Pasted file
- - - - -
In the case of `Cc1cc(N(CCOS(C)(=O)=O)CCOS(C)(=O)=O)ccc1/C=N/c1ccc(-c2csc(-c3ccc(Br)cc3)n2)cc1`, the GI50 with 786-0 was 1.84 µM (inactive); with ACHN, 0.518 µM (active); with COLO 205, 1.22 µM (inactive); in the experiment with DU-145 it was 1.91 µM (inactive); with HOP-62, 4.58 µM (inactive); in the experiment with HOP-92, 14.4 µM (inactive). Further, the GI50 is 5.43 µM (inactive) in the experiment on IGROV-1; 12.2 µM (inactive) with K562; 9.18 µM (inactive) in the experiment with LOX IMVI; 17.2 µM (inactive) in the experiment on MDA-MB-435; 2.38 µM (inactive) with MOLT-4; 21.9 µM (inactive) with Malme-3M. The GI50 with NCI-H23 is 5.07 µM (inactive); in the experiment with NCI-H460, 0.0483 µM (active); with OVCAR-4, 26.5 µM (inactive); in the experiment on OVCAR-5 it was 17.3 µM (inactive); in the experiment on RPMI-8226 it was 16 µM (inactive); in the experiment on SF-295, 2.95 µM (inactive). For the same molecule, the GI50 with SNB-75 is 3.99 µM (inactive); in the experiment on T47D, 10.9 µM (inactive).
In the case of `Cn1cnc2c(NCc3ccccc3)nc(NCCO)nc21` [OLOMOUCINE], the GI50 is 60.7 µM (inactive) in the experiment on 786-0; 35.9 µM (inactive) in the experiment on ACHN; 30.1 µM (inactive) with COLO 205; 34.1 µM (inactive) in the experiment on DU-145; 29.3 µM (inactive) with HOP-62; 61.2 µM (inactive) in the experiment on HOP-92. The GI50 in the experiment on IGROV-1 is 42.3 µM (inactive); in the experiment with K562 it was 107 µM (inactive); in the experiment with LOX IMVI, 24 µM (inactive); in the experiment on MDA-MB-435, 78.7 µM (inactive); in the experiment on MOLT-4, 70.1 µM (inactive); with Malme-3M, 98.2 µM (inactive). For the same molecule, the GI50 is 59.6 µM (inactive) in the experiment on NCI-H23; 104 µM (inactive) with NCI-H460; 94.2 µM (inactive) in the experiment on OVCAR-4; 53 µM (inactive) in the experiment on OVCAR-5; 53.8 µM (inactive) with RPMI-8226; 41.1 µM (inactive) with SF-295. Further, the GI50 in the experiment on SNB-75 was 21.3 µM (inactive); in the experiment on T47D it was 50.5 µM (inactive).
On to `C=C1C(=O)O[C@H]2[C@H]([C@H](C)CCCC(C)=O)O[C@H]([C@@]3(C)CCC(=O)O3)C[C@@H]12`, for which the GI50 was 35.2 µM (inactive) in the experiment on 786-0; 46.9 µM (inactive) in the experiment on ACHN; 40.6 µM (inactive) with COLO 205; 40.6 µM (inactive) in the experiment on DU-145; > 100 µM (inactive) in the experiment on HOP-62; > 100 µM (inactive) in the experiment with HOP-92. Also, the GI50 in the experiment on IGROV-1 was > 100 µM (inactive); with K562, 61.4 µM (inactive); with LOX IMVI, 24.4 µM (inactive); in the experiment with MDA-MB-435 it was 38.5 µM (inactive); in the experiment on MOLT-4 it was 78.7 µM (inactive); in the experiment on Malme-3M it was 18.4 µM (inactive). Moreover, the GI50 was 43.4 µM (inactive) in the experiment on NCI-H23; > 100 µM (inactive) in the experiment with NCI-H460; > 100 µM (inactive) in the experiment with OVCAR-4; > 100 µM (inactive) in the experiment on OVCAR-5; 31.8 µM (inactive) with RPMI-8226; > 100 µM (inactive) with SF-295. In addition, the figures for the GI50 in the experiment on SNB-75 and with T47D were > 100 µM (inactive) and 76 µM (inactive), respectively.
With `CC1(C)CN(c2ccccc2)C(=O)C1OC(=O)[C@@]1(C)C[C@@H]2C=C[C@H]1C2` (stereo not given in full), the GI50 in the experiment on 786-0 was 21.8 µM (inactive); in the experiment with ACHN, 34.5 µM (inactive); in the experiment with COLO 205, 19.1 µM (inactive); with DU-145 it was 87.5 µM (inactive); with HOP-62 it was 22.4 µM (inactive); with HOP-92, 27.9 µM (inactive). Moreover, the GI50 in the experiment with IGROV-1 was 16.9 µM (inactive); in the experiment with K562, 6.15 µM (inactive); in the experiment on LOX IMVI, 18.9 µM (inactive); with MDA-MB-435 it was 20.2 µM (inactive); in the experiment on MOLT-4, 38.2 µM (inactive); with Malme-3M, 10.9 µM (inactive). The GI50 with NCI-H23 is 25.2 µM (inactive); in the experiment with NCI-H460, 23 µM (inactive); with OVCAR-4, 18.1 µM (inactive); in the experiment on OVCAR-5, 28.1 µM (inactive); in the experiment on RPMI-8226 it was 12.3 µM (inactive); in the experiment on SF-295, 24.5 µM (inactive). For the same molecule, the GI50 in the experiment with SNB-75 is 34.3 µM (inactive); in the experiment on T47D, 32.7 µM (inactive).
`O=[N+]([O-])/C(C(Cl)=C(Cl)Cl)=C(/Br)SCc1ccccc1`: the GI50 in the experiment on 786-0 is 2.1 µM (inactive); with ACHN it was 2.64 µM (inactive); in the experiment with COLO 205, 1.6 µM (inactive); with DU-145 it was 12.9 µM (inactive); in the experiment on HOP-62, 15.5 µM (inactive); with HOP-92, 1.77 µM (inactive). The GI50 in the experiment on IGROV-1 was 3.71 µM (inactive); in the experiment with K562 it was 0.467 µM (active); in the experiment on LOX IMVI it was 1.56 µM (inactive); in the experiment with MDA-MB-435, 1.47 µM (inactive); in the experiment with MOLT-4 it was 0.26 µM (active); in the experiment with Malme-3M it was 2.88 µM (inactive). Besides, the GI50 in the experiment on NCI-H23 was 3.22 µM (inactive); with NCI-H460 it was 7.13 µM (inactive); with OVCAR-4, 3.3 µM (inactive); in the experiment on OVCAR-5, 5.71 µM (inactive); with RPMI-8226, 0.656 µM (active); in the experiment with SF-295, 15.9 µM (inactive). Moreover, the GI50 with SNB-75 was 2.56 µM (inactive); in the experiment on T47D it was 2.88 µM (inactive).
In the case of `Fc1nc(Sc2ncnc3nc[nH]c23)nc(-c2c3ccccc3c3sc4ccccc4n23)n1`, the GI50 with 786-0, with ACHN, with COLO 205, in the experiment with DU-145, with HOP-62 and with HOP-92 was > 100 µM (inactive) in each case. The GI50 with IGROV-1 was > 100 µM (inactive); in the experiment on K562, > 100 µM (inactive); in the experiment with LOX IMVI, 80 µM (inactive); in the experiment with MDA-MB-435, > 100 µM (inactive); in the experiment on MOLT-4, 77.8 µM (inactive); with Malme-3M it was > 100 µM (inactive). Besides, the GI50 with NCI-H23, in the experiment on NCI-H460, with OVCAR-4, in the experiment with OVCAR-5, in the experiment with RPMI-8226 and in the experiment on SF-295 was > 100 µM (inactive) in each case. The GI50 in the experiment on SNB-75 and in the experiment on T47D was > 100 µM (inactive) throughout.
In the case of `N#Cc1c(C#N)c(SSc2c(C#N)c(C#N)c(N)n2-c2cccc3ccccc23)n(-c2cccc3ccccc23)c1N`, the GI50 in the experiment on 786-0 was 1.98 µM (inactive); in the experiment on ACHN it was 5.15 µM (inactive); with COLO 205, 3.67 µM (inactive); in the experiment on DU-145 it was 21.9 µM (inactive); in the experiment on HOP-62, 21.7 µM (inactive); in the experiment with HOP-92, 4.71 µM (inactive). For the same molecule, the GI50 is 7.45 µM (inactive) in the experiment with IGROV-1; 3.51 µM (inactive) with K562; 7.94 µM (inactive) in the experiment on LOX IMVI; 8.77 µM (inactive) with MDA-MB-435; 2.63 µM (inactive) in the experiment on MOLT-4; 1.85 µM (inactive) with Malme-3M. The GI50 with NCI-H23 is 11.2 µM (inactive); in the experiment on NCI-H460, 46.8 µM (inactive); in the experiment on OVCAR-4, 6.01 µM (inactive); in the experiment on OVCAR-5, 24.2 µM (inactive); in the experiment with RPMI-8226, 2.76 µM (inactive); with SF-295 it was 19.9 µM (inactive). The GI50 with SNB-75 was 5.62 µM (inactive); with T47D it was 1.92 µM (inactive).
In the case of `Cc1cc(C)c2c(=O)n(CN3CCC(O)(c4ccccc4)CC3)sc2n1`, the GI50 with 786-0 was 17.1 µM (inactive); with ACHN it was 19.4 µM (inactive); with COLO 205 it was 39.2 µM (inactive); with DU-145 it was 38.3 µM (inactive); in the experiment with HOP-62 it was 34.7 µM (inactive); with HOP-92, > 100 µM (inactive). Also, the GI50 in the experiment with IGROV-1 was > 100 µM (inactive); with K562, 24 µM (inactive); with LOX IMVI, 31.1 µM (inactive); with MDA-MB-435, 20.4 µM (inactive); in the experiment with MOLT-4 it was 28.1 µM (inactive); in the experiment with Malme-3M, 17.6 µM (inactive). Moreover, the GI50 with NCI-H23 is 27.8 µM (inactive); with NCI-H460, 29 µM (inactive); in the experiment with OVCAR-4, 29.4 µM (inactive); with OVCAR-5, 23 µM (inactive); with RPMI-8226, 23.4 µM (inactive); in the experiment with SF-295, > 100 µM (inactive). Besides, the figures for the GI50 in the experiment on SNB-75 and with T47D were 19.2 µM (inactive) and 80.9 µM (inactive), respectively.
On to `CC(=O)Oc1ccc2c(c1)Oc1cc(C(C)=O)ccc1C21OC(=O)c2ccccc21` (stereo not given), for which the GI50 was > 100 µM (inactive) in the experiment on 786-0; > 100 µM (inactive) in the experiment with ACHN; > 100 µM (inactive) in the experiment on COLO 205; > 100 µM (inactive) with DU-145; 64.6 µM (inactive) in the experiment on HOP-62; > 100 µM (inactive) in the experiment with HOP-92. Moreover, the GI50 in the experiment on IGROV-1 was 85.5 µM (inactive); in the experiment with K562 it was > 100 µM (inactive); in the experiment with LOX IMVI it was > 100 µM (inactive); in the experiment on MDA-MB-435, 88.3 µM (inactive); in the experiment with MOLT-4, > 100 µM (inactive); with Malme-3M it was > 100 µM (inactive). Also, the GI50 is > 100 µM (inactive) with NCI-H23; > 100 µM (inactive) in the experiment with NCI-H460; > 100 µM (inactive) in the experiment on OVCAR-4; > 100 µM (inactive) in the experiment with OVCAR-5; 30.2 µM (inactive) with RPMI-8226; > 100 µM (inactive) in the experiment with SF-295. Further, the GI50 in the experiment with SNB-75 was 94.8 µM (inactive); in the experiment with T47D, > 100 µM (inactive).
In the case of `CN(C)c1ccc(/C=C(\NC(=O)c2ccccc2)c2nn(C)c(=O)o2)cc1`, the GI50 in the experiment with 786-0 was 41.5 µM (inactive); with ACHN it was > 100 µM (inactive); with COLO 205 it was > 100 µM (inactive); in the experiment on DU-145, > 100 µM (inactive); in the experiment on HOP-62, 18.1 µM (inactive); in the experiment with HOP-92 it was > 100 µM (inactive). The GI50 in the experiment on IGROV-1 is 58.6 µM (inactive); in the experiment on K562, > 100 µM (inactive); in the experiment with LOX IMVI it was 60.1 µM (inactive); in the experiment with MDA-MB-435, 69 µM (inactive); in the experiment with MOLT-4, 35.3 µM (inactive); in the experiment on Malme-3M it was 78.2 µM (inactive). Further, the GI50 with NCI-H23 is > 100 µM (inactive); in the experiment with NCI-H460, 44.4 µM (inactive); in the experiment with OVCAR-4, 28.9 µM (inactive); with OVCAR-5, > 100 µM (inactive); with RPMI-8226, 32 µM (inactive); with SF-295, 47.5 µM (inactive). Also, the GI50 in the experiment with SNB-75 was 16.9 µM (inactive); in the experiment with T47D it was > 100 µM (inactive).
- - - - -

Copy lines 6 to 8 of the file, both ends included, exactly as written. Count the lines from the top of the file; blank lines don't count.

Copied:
In the case of `Fc1nc(Sc2ncnc3nc[nH]c23)nc(-c2c3ccccc3c3sc4ccccc4n23)n1`, the GI50 with 786-0, with ACHN, with COLO 205, in the experiment with DU-145, with HOP-62 and with HOP-92 was > 100 µM (inactive) in each case. The GI50 with IGROV-1 was > 100 µM (inactive); in the experiment on K562, > 100 µM (inactive); in the experiment with LOX IMVI, 80 µM (inactive); in the experiment with MDA-MB-435, > 100 µM (inactive); in the experiment on MOLT-4, 77.8 µM (inactive); with Malme-3M it was > 100 µM (inactive). Besides, the GI50 with NCI-H23, in the experiment on NCI-H460, with OVCAR-4, in the experiment with OVCAR-5, in the experiment with RPMI-8226 and in the experiment on SF-295 was > 100 µM (inactive) in each case. The GI50 in the experiment on SNB-75 and in the experiment on T47D was > 100 µM (inactive) throughout.
In the case of `N#Cc1c(C#N)c(SSc2c(C#N)c(C#N)c(N)n2-c2cccc3ccccc23)n(-c2cccc3ccccc23)c1N`, the GI50 in the experiment on 786-0 was 1.98 µM (inactive); in the experiment on ACHN it was 5.15 µM (inactive); with COLO 205, 3.67 µM (inactive); in the experiment on DU-145 it was 21.9 µM (inactive); in the experiment on HOP-62, 21.7 µM (inactive); in the experiment with HOP-92, 4.71 µM (inactive). For the same molecule, the GI50 is 7.45 µM (inactive) in the experiment with IGROV-1; 3.51 µM (inactive) with K562; 7.94 µM (inactive) in the experiment on LOX IMVI; 8.77 µM (inactive) with MDA-MB-435; 2.63 µM (inactive) in the experiment on MOLT-4; 1.85 µM (inactive) with Malme-3M. The GI50 with NCI-H23 is 11.2 µM (inactive); in the experiment on NCI-H460, 46.8 µM (inactive); in the experiment on OVCAR-4, 6.01 µM (inactive); in the experiment on OVCAR-5, 24.2 µM (inactive); in the experiment with RPMI-8226, 2.76 µM (inactive); with SF-295 it was 19.9 µM (inactive). The GI50 with SNB-75 was 5.62 µM (inactive); with T47D it was 1.92 µM (inactive).
In the case of `Cc1cc(C)c2c(=O)n(CN3CCC(O)(c4ccccc4)CC3)sc2n1`, the GI50 with 786-0 was 17.1 µM (inactive); with ACHN it was 19.4 µM (inactive); with COLO 205 it was 39.2 µM (inactive); with DU-145 it was 38.3 µM (inactive); in the experiment with HOP-62 it was 34.7 µM (inactive); with HOP-92, > 100 µM (inactive). Also, the GI50 in the experiment with IGROV-1 was > 100 µM (inactive); with K562, 24 µM (inactive); with LOX IMVI, 31.1 µM (inactive); with MDA-MB-435, 20.4 µM (inactive); in the experiment with MOLT-4 it was 28.1 µM (inactive); in the experiment with Malme-3M, 17.6 µM (inactive). Moreover, the GI50 with NCI-H23 is 27.8 µM (inactive); with NCI-H460, 29 µM (inactive); in the experiment with OVCAR-4, 29.4 µM (inactive); with OVCAR-5, 23 µM (inactive); with RPMI-8226, 23.4 µM (inactive); in the experiment with SF-295, > 100 µM (inactive). Besides, the figures for the GI50 in the experiment on SNB-75 and with T47D were 19.2 µM (inactive) and 80.9 µM (inactive), respectively.